After watching pop super star Janet Jackson tell us about her fight to take back control of her life and let go of people and situations that didn’t serve her, we learn that Cheslie Kryst, 2019 Miss. USA, died by jumping from the top floor of her apartment building after leaving a suicide note for her family and a message of peace on Instagram for her fans. And it all feels very weighty. A black woman’s mental health, a black woman’s survival, a black woman being on display, a black woman overcoming the odds only to be at odds with herself in the end.
A moment of silence for Cheslie.
Black women have been called strong as a compliment since as long as I can remember. During slavery, throughout Jim Crow, and in modern America, black women still disproportionately suffer through unfair pay wages, violent health and wellness interactions, and a number of other injustices that plague our quality of life. “Being strong” has become the mantle-like troupe that black women are gifted with without precedence or appreciation. And it sucks!
I have wanted to be weak but expected to try again or needed to rest but expected to press through. And because of these expectations, we’ve unfairly held each other to the same standards. Trauma and tragedy may be as plenty as a stretch marks on a pregnant belly in a black woman’s life yet there is a badge of honor buckled into her skin for not complaining too much and for being strong. Except when we are not, we called weak when the weight of it all comes crashing down as if the amount she was holding wasn’t already three times what she should have.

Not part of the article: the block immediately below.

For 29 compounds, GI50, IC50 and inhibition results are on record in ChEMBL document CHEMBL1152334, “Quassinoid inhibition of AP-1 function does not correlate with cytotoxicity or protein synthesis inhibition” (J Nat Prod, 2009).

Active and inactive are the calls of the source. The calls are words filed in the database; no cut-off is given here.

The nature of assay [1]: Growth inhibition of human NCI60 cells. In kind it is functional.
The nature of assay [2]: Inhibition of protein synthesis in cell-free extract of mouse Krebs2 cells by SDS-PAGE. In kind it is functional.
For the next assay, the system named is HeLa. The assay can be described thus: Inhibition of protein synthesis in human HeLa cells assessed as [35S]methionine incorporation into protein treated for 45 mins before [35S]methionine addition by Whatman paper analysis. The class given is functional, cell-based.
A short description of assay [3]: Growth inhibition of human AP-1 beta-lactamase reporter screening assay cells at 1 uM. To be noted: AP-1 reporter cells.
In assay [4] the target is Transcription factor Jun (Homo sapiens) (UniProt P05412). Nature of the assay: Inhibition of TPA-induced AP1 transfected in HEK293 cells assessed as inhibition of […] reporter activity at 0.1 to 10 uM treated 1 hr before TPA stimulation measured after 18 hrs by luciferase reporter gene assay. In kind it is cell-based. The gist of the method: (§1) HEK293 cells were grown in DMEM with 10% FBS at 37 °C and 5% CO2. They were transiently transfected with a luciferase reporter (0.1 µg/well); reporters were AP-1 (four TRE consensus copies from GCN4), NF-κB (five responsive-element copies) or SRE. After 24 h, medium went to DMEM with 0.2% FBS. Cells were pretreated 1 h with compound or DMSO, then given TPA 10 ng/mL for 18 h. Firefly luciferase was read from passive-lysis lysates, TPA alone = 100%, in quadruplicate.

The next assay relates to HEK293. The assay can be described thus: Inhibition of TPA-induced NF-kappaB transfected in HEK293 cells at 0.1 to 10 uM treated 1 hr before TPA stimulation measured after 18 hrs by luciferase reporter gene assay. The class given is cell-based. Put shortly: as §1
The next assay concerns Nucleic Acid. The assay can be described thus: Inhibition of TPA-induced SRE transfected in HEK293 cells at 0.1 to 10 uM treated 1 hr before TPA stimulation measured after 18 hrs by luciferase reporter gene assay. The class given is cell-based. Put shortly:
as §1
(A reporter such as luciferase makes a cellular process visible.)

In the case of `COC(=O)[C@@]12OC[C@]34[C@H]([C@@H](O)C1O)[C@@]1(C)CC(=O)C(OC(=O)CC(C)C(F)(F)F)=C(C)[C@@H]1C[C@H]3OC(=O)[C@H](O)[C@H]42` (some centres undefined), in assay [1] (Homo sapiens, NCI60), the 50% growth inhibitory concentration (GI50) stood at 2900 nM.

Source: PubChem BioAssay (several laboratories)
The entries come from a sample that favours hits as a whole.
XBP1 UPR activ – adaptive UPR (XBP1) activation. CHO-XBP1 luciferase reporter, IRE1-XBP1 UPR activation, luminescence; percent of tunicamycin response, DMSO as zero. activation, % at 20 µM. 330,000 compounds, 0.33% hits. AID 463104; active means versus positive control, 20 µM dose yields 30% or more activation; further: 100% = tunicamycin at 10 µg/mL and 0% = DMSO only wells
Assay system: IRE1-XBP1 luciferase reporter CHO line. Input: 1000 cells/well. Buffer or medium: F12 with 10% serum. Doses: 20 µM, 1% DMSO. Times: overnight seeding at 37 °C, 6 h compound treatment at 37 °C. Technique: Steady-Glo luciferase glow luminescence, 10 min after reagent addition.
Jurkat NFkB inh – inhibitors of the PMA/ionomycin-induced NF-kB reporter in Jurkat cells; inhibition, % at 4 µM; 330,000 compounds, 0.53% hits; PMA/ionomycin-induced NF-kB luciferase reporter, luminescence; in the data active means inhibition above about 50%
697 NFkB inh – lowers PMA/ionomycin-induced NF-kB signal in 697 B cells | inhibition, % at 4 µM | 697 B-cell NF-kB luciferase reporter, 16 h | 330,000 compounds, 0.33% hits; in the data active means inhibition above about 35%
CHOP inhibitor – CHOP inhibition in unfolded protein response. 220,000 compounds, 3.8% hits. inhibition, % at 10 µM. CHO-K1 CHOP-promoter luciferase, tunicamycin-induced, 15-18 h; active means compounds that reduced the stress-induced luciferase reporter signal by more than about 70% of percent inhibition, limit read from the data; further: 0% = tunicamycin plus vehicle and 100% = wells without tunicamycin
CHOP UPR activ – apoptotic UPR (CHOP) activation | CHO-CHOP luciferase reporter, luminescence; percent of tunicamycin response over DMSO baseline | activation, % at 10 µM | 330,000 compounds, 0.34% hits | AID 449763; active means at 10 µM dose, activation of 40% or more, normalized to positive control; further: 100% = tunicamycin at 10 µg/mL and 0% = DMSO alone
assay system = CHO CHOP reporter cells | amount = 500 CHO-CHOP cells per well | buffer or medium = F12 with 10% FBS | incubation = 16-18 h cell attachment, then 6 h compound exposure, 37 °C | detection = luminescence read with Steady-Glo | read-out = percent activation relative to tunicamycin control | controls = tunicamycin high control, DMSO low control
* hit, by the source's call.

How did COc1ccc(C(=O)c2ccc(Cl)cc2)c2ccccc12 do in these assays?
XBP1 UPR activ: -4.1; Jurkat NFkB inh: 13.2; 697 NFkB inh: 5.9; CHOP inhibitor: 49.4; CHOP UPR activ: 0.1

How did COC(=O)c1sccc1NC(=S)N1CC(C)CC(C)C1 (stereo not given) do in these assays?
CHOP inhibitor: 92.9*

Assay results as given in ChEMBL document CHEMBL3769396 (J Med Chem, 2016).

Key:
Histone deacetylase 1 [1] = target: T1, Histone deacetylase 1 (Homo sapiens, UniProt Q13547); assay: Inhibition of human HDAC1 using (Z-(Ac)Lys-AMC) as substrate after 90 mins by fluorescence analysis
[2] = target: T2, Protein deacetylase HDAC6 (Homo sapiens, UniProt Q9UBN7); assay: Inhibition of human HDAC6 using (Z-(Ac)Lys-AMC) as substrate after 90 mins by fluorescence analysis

In my lifetime, I’ve personally seen black women crack and snap in the most horrifying ways while trying to survive. Because of it, I’m always on guard. Just this week, I sat in a room full of white people where the only other black person’s were the performers and the security. I couldn’t take my attention off ensuring my safety long enough to enjoy myself or my husband’s comedy fully. To the unexperienced, this seems excessive, to be on guard in a public space, but to those who had lived it, we know these spaces come with either microaggression or all out war. The night included me being asked if my pu$$y gets wet and hearing a white woman shout she was out looking for black d!ck – just in case you thought I was BS-ing.
The pressure of being a woman is massive enough. Add being black, fat, and neurodivergent and I am just a walking cocktail of mental instability. For years, I got called strong. I got called strong by the nurses when I held my oldest son’s body and again by the minister at my son’s funeral. I get called strong for writing about the abuse I endured growing up and sexual assaults’. I got called strong for calling out injustices and unfair treatment at my old job. I was told I was strong when I spoke about the hurt I experienced from a mentor in the church. I get called strong and brave and powerful all the time. And yes, it’s a compliment and a pride I don’t mind swelling in every now and then but most times I think… I did absolute nothing but survive.
We now are intentional about our mental health. We, black women, still clean our houses while listening to Sade to as a way to cope with the drama. We still pray in the midst of trouble. But we also see therapist, we have self care days and sister circle, and we set boundaries. It’s necessary to stay vigilant but we want to do so much more than be strong and survive. We want to live in peace and thrive.
Right black women, we thrive?
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